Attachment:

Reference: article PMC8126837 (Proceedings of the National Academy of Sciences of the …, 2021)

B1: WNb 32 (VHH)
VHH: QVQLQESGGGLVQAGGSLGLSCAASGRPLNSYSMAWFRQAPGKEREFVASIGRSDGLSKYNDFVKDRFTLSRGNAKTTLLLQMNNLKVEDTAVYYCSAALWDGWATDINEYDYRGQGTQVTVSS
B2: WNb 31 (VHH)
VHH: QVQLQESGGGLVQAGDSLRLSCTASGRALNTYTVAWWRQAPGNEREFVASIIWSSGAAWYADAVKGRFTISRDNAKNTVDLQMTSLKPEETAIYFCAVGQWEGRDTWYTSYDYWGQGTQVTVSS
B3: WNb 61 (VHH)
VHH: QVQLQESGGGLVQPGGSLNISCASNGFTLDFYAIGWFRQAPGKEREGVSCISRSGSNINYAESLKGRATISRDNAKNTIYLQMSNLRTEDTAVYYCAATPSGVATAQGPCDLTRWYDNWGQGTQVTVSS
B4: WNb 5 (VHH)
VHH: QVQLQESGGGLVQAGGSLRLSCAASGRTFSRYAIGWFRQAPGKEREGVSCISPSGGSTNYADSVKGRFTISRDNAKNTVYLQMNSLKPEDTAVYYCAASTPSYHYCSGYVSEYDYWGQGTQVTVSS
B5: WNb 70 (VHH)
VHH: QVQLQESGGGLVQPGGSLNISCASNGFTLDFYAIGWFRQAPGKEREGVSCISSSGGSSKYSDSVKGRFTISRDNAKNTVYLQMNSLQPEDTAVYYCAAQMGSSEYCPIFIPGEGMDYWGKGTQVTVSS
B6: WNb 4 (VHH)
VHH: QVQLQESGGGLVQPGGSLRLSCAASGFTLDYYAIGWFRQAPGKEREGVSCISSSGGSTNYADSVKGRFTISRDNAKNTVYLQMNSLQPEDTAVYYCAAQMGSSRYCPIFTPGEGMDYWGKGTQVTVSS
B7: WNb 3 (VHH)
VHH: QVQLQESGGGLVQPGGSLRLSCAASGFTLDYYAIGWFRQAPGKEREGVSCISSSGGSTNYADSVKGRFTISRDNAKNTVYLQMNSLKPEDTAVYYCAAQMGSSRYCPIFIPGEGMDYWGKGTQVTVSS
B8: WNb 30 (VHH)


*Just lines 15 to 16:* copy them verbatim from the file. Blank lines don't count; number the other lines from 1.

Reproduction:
VHH: QVQLQESGGGLVQPGGSLRLSCAASGFTLDYYAIGWFRQAPGKEREGVSCISSSGGSTNYADSVKGRFTISRDNAKNTVYLQMNSLKPEDTAVYYCAAQMGSSRYCPIFIPGEGMDYWGKGTQVTVSS
B8: WNb 30 (VHH)